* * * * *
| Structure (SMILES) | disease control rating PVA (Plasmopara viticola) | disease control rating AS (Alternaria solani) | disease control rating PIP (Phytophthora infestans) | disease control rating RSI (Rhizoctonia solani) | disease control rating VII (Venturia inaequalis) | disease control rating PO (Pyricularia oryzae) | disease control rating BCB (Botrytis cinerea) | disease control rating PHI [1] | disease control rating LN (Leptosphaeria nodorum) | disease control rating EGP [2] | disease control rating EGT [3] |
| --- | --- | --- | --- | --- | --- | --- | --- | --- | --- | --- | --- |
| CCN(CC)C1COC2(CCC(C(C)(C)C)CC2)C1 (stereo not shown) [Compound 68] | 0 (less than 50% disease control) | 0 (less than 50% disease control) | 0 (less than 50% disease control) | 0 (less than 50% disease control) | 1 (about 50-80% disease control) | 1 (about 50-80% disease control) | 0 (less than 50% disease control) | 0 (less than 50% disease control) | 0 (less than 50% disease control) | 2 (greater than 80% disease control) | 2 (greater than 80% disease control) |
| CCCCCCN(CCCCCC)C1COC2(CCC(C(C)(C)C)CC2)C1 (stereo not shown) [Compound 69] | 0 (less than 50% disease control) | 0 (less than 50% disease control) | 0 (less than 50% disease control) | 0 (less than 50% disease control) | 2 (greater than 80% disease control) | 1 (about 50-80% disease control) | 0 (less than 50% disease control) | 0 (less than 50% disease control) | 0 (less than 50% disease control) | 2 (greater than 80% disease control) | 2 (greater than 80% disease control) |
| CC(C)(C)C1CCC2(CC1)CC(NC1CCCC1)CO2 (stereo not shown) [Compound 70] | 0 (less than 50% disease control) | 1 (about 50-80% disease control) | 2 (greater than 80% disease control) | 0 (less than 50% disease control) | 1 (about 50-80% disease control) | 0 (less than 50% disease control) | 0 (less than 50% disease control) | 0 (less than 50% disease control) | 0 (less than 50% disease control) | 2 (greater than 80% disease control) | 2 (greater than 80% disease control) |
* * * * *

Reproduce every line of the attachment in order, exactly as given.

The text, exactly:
| Structure (SMILES) | disease control rating PVA (Plasmopara viticola) | disease control rating AS (Alternaria solani) | disease control rating PIP (Phytophthora infestans) | disease control rating RSI (Rhizoctonia solani) | disease control rating VII (Venturia inaequalis) | disease control rating PO (Pyricularia oryzae) | disease control rating BCB (Botrytis cinerea) | disease control rating PHI [1] | disease control rating LN (Leptosphaeria nodorum) | disease control rating EGP [2] | disease control rating EGT [3] |
| --- | --- | --- | --- | --- | --- | --- | --- | --- | --- | --- | --- |
| CCN(CC)C1COC2(CCC(C(C)(C)C)CC2)C1 (stereo not shown) [Compound 68] | 0 (less than 50% disease control) | 0 (less than 50% disease control) | 0 (less than 50% disease control) | 0 (less than 50% disease control) | 1 (about 50-80% disease control) | 1 (about 50-80% disease control) | 0 (less than 50% disease control) | 0 (less than 50% disease control) | 0 (less than 50% disease control) | 2 (greater than 80% disease control) | 2 (greater than 80% disease control) |
| CCCCCCN(CCCCCC)C1COC2(CCC(C(C)(C)C)CC2)C1 (stereo not shown) [Compound 69] | 0 (less than 50% disease control) | 0 (less than 50% disease control) | 0 (less than 50% disease control) | 0 (less than 50% disease control) | 2 (greater than 80% disease control) | 1 (about 50-80% disease control) | 0 (less than 50% disease control) | 0 (less than 50% disease control) | 0 (less than 50% disease control) | 2 (greater than 80% disease control) | 2 (greater than 80% disease control) |
| CC(C)(C)C1CCC2(CC1)CC(NC1CCCC1)CO2 (stereo not shown) [Compound 70] | 0 (less than 50% disease control) | 1 (about 50-80% disease control) | 2 (greater than 80% disease control) | 0 (less than 50% disease control) | 1 (about 50-80% disease control) | 0 (less than 50% disease control) | 0 (less than 50% disease control) | 0 (less than 50% disease control) | 0 (less than 50% disease control) | 2 (greater than 80% disease control) | 2 (greater than 80% disease control) |